Sunday, September 24, 2006

Sunday Scribblings: "Instructions"

Instructions on how to live a simple life (even in the city):

Today V's pie baking inspired me to can vegetables. We took turns in the kitchen until the house filled with so many autumnal smells that we had no choice but to take a break from our endeavors to enjoy a warm dinner.

I suppose it's possible that I'm one of the last people from my generation that still know how to can. And, to be honest, I don't even know why I do it except that I'm a glutton for doing things the hard way and an even bigger glutton for filling jars with color and an even bigger glutton for dilly beans! (spicy pickled string beans). I love opening up a jar in the deep, dark, middle-of-winter and knowing that it came from a real garden tended to and cared for by real hands. Sometimes those hands are my own, sometimes they are my grandma's, sometimes they are both.

This evening I read a poem by the Zen poet, Ryokan. It goes like this:
Without desire everything is sufficient.
With seeking myriad things are impoverished.

Plain vegetables can soothe hunger.

A patched robe is enough to cover this bent old body.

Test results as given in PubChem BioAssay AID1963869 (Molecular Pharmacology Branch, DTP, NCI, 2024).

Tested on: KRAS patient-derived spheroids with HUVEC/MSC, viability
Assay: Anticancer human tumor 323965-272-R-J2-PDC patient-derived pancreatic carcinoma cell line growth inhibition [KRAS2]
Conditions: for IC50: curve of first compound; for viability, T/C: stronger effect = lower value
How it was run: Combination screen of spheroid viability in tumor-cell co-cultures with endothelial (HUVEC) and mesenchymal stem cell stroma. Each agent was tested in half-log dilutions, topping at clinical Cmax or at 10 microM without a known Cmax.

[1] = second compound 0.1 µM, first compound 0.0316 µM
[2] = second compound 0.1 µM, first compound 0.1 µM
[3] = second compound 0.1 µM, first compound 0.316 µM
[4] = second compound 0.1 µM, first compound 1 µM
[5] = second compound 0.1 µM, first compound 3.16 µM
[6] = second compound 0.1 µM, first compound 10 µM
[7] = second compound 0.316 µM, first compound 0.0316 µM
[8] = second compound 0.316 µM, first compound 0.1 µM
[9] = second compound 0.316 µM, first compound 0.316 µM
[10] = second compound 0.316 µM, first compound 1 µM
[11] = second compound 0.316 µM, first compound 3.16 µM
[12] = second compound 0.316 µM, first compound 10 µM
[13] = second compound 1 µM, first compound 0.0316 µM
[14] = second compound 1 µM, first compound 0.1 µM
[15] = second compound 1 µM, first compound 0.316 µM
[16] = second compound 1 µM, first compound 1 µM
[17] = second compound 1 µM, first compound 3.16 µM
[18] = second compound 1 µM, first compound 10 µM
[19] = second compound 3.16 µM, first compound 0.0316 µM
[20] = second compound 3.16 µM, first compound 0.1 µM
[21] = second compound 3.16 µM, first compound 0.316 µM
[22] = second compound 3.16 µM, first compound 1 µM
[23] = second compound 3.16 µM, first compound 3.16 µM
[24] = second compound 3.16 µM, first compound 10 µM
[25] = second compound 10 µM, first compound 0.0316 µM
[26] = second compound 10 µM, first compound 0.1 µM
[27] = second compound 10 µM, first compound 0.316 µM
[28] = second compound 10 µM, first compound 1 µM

Alone I hike with deer.
Cheerfully I sing with village children.

The stream under the cliff cleanses my ears.

The pine on the mountain top fits my heart.

Then I came across words by Dogen that said:
When preparing vegetables or soup, don't worry--just prepare them with sincerity. Most of all, try to avoid getting upset or complaining about the quantity or quality of the food. Practice in such a way that things come and abide in your mind, and your mind returns and abides in things, all through the day and night.

And, finally, I stumbled across the most simplistic advice of all:
When you boil rice, know that the water is your own life.

And so it is with canning vegetables. Or walking the dog. Or building a fire. Or making tea. Or crossing the road. Or brushing my teeth. Or even eating pie. It's about simplicity....and the many ways of getting there...because it is these small moments that I give my heart to.

Dilly Beans
  • Approx. 2 lbs. green beans
  • 1/4 cup canning salt
  • 2 1/2 cups vinegar
  • 2 1/2 cups water
  • 1 tsp. cayenne pepper, divided (I put lots more and even add other peppers if I have them)
  • 4 cloves garlic, divided (again, I like more)
  • 4 heads dill, divided

Trim ends off green beans. Combine salt, vinegar, and water in a large saucepan. Bring to boil. Pack beans lengthwise into hot jars leaving 1/2-inch headspace. Add 1/4 teaspoon cayenne pepper, 1 clove garlic and 1 head dill to each pint (double this if using quart jars). Ladle hot liquid over beans, leaving 1/4-inch headspace. Remove air bubbles. Adjust two-piece caps. Process pints and quarts 10 minutes in a boiling water canner. Makes: about 4 pints or 2 quarts.
Let sit for 1 month before devouring them!

more instructions here.


Anonymous said...

i feel such a connection to you i can't even put it into words...

Anonymous said...

I adored this's so quiet and well, fall-like, it feeds me.

Email on the way, btw.

Patry Francis said...

what a wonderful post. I had to copy the quote about the water in the rice pot into my notebook. Thank you for being here.

Maggie said...